Readers will love choosing their favorite, strangest, or funniest or coming up with their own quirky ideas.

READ REVIEW

ABCS OF WHAT I CAN BE

Diverse children act out 100 different careers, organized alphabetically from “astronaut” to “Zumba instructor.”

The layout effectively uses panels to expand the sense of possibility, with, usually, four career alternatives presented per letter/page. L stands for “lawyer,” “landscaper,” “lifeguard,” and, of course, “librarian,” for instance. Just four letters—H, J, Q, and Z—are allotted only three choices each. The illustrations employee a flat, naïve perspective and include comic touches. In the P group, a “police officer” (a woman of color) is depicted eating a doughnut. To illustrate “yarn maker,” a child with beige skin is wrapped up in yarn like a big spool. As two “groomers” (both children of color) trim a poodle, a cat seems ready to stick the plug for the electric clippers into an inhabited hamster ball. Most of the selections are logical, but a few stretch credulity, at least as careers, such as “yo-yo competitor” and “yodeler.” There are four choices for X, but with no legend or explanation, it’s up to adult caregivers to help kids understand “xerophytic gardener” and “exobiologist” (they’ll probably pick up on “xylophone player” and “X-ray technician” without much difficulty). Overall, the illustrations provide the fun while the selection of jobs makes the book useful, and the vigorous eye to diversity is a real plus.

Readers will love choosing their favorite, strangest, or funniest or coming up with their own quirky ideas. (Picture book. 4-8)

Pub Date: Dec. 24, 2018

ISBN: 978-0-8234-3782-5

Page Count: 40

Publisher: Holiday House

Review Posted Online: Aug. 27, 2018

Kirkus Reviews Issue: Sept. 15, 2018

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Thank you, Gerald and Piggie. We’ll miss you

THE THANK YOU BOOK

From the Elephant & Piggie series

Piggie is “one lucky pig,” and she’s determined to make sure she thanks “everyone who is important to” her in this, the final Elephant & Piggie book.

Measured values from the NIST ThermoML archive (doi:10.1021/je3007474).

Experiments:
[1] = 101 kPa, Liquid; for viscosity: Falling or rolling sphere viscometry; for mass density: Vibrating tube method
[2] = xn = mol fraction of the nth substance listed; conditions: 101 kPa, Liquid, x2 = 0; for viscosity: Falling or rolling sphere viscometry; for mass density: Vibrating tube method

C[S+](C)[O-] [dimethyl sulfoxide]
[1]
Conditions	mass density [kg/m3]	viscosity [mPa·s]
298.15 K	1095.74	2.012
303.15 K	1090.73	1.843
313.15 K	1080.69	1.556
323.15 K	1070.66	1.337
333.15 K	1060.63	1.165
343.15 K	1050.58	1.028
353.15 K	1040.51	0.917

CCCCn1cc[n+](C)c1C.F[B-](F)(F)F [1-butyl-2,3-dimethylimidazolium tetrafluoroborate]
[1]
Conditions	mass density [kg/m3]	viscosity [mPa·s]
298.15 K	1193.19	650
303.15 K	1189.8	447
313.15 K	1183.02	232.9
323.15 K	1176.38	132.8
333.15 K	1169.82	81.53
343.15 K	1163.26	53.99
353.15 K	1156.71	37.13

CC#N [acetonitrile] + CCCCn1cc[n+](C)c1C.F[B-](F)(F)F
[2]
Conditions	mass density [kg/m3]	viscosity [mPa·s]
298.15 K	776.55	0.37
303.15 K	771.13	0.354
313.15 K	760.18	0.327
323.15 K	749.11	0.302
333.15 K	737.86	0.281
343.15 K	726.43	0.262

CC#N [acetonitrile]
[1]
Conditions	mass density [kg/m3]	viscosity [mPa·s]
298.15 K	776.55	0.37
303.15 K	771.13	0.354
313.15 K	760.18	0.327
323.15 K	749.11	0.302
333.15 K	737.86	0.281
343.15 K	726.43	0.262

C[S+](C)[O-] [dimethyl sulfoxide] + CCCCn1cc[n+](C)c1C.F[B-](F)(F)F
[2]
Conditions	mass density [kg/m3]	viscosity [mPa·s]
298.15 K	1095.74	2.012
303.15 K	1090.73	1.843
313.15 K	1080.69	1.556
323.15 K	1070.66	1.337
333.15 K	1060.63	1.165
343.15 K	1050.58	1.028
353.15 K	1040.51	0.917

Gerald is sure his friend will forget someone—“someone important”—but Piggie assures him, “It will be a THANK-O-RAMA!” Piggie proceeds to thank the Squirrels for their great ideas, Snake for playing ball, and the Pigeon “for never giving up.” Piggie thanks and thanks: “I am a thanking machine!” She thanks character after character, even the Flies (“Any time, dude!”), as Gerald continues to interject that she’ll forget “someone VERY important.” Finally Piggie runs out of thanks, and by this time Gerald is steamed. “I goofed,” Piggie says in itty-bitty type, before lavishing thanks on Gerald. But that’s not whom Piggie forgot to thank! A classic Willems tantrum later, Gerald reveals the “someone important”: “Our reader.” Of course. “We could not be ‘us’ without you,” says Gerald, earnestly looking out from the page, and Piggie chimes in, “You are the best!” As Elephant & Piggie books go, this isn’t one of the strongest, but it is a validating valediction to fans of the two characters, who have won Willems two Geisel Medals and five Honors. Yes, Gerald and Piggie have ushered countless readers into literacy, but as they rightly note, reading is a collaborative act.

Thank you, Gerald and Piggie. We’ll miss you . (Early reader. 5-8)

Pub Date: May 3, 2016

ISBN: 978-1-4231-7828-6

Page Count: 64

Publisher: Hyperion

Review Posted Online: May 10, 2016

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While this is a fairly bland treatment compared to Deborah Lee Rose and Carey Armstrong-Ellis’ The Twelve Days of...

ON THE FIRST DAY OF KINDERGARTEN

Rabe follows a young girl through her first 12 days of kindergarten in this book based on the familiar Christmas carol.

The typical firsts of school are here: riding the bus, making friends, sliding on the playground slide, counting, sorting shapes, laughing at lunch, painting, singing, reading, running, jumping rope, and going on a field trip. While the days are given ordinal numbers, the song skips the cardinal numbers in the verses, and the rhythm is sometimes off: “On the second day of kindergarten / I thought it was so cool / making lots of friends / and riding the bus to my school!” The narrator is a white brunette who wears either a tunic or a dress each day, making her pretty easy to differentiate from her classmates, a nice mix in terms of race; two students even sport glasses. The children in the ink, paint, and collage digital spreads show a variety of emotions, but most are happy to be at school, and the surroundings will be familiar to those who have made an orientation visit to their own schools.

While this is a fairly bland treatment compared to Deborah Lee Rose and Carey Armstrong-Ellis’ The Twelve Days of Kindergarten (2003), it basically gets the job done. (Picture book. 4-7)

Pub Date: June 21, 2016

ISBN: 978-0-06-234834-0

Page Count: 32

Publisher: Harper/HarperCollins

Review Posted Online: May 4, 2016

Kirkus Reviews Issue: June 1, 2016

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